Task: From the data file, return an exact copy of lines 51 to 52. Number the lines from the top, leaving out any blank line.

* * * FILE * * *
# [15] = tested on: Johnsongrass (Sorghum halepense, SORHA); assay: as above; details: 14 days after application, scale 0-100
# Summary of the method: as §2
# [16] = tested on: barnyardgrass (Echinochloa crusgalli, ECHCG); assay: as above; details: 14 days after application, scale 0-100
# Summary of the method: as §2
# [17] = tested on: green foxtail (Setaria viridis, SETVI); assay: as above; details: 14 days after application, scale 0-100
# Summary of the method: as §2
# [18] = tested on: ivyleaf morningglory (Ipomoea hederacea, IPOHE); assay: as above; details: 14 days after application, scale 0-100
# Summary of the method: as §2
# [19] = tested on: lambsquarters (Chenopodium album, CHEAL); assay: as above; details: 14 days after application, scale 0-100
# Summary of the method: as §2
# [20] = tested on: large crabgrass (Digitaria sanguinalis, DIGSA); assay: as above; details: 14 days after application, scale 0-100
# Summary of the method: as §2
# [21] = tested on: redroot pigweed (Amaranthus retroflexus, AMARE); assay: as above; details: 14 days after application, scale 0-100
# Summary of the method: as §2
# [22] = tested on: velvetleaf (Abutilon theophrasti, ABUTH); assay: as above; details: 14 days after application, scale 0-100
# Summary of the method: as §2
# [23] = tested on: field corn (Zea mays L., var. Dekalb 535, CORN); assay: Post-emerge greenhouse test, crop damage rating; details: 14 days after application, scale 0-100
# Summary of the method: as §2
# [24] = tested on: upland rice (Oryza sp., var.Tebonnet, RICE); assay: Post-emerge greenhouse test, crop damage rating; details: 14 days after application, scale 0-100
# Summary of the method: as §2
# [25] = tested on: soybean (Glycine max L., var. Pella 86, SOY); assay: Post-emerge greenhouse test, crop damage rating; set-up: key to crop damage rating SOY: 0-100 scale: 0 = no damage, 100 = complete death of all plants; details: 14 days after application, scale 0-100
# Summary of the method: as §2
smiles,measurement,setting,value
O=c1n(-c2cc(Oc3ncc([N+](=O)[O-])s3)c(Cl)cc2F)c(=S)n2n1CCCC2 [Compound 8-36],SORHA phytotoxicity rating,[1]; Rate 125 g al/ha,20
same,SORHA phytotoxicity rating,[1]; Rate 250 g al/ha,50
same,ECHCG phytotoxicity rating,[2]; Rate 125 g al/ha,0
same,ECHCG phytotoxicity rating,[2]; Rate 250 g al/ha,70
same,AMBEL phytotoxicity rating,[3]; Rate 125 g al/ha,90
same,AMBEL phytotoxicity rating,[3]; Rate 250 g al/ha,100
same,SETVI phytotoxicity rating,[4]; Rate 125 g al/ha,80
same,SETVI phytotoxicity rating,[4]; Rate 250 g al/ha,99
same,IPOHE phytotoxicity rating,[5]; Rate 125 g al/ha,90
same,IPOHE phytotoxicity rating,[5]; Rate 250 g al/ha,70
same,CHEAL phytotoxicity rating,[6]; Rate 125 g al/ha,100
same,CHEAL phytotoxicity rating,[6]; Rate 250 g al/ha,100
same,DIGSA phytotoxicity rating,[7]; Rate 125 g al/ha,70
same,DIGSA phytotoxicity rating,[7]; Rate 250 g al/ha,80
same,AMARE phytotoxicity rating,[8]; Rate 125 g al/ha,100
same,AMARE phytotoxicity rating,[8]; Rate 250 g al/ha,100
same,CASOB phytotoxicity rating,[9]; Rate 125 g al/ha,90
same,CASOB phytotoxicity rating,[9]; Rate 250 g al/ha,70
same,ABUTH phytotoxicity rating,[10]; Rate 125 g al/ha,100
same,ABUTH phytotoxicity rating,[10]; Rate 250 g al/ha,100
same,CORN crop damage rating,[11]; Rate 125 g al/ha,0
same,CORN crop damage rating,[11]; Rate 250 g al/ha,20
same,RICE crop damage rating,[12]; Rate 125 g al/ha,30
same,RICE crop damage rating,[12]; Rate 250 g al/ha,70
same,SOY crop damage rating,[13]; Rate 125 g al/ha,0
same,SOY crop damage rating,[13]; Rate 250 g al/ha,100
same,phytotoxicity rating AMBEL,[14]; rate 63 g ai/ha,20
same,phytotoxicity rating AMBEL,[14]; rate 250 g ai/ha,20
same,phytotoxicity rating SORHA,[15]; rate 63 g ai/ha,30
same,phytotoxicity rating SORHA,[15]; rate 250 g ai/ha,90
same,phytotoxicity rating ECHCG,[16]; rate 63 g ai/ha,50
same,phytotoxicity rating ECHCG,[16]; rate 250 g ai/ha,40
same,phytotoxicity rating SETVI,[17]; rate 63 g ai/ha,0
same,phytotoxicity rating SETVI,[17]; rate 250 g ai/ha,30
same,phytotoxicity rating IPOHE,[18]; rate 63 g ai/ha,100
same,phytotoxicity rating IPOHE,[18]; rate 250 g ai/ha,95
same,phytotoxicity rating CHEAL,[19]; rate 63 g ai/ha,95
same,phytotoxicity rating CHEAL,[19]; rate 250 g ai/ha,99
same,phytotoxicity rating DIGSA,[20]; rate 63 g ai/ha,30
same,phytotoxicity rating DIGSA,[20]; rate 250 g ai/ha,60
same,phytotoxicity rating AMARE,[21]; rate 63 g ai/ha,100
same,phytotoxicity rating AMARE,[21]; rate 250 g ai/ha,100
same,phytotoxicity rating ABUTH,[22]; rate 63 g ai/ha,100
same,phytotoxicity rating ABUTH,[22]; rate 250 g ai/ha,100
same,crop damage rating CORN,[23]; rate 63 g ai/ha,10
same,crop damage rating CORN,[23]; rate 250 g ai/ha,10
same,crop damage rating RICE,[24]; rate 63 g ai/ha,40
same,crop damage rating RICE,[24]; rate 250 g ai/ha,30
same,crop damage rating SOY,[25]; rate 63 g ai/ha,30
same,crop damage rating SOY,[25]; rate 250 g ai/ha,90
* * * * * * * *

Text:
same,phytotoxicity rating AMBEL,[14]; rate 250 g ai/ha,20
same,phytotoxicity rating SORHA,[15]; rate 63 g ai/ha,30